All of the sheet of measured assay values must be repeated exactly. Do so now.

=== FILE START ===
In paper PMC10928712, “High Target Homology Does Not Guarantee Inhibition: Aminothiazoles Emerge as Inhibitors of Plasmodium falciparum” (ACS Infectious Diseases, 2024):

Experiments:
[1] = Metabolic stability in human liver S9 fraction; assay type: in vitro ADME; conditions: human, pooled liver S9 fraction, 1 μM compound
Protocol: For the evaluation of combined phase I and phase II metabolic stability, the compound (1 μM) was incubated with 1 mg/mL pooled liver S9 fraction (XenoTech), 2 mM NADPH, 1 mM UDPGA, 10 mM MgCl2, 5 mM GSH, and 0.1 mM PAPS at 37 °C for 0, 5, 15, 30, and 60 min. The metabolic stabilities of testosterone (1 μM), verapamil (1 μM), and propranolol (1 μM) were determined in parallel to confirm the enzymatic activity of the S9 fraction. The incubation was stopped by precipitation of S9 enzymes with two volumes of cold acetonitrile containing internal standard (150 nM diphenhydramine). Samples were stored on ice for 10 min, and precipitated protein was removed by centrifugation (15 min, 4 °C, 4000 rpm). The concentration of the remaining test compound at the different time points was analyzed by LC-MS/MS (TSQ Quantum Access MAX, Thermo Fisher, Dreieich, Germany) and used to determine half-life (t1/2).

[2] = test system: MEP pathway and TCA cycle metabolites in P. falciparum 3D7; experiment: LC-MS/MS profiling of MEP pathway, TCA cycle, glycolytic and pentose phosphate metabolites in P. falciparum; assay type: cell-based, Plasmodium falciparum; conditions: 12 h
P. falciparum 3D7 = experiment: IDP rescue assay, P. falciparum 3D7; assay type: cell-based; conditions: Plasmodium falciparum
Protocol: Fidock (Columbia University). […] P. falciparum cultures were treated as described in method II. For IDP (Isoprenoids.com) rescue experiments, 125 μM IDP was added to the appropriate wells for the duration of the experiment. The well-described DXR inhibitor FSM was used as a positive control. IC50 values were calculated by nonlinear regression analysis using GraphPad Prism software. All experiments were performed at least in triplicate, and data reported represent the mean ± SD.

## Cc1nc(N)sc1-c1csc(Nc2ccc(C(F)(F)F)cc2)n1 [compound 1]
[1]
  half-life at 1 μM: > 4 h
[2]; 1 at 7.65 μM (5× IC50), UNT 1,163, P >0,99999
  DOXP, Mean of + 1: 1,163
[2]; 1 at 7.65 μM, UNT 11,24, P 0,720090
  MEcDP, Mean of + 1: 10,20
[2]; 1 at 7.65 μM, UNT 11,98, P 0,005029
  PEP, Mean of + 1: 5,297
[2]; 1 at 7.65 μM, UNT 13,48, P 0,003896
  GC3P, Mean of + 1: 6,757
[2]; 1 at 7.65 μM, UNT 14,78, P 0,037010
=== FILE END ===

In paper PMC10928712, “High Target Homology Does Not Guarantee Inhibition: Aminothiazoles Emerge as Inhibitors of Plasmodium falciparum” (ACS Infectious Diseases, 2024):

Experiments:
[1] = Metabolic stability in human liver S9 fraction; assay type: in vitro ADME; conditions: human, pooled liver S9 fraction, 1 μM compound
Protocol: For the evaluation of combined phase I and phase II metabolic stability, the compound (1 μM) was incubated with 1 mg/mL pooled liver S9 fraction (XenoTech), 2 mM NADPH, 1 mM UDPGA, 10 mM MgCl2, 5 mM GSH, and 0.1 mM PAPS at 37 °C for 0, 5, 15, 30, and 60 min. The metabolic stabilities of testosterone (1 μM), verapamil (1 μM), and propranolol (1 μM) were determined in parallel to confirm the enzymatic activity of the S9 fraction. The incubation was stopped by precipitation of S9 enzymes with two volumes of cold acetonitrile containing internal standard (150 nM diphenhydramine). Samples were stored on ice for 10 min, and precipitated protein was removed by centrifugation (15 min, 4 °C, 4000 rpm). The concentration of the remaining test compound at the different time points was analyzed by LC-MS/MS (TSQ Quantum Access MAX, Thermo Fisher, Dreieich, Germany) and used to determine half-life (t1/2).

[2] = test system: MEP pathway and TCA cycle metabolites in P. falciparum 3D7; experiment: LC-MS/MS profiling of MEP pathway, TCA cycle, glycolytic and pentose phosphate metabolites in P. falciparum; assay type: cell-based, Plasmodium falciparum; conditions: 12 h
P. falciparum 3D7 = experiment: IDP rescue assay, P. falciparum 3D7; assay type: cell-based; conditions: Plasmodium falciparum
Protocol: Fidock (Columbia University). […] P. falciparum cultures were treated as described in method II. For IDP (Isoprenoids.com) rescue experiments, 125 μM IDP was added to the appropriate wells for the duration of the experiment. The well-described DXR inhibitor FSM was used as a positive control. IC50 values were calculated by nonlinear regression analysis using GraphPad Prism software. All experiments were performed at least in triplicate, and data reported represent the mean ± SD.

## Cc1nc(N)sc1-c1csc(Nc2ccc(C(F)(F)F)cc2)n1 [compound 1]
[1]
  half-life at 1 μM: > 4 h
[2]; 1 at 7.65 μM (5× IC50), UNT 1,163, P >0,99999
  DOXP, Mean of + 1: 1,163
[2]; 1 at 7.65 μM, UNT 11,24, P 0,720090
  MEcDP, Mean of + 1: 10,20
[2]; 1 at 7.65 μM, UNT 11,98, P 0,005029
  PEP, Mean of + 1: 5,297
[2]; 1 at 7.65 μM, UNT 13,48, P 0,003896
  GC3P, Mean of + 1: 6,757
[2]; 1 at 7.65 μM, UNT 14,78, P 0,037010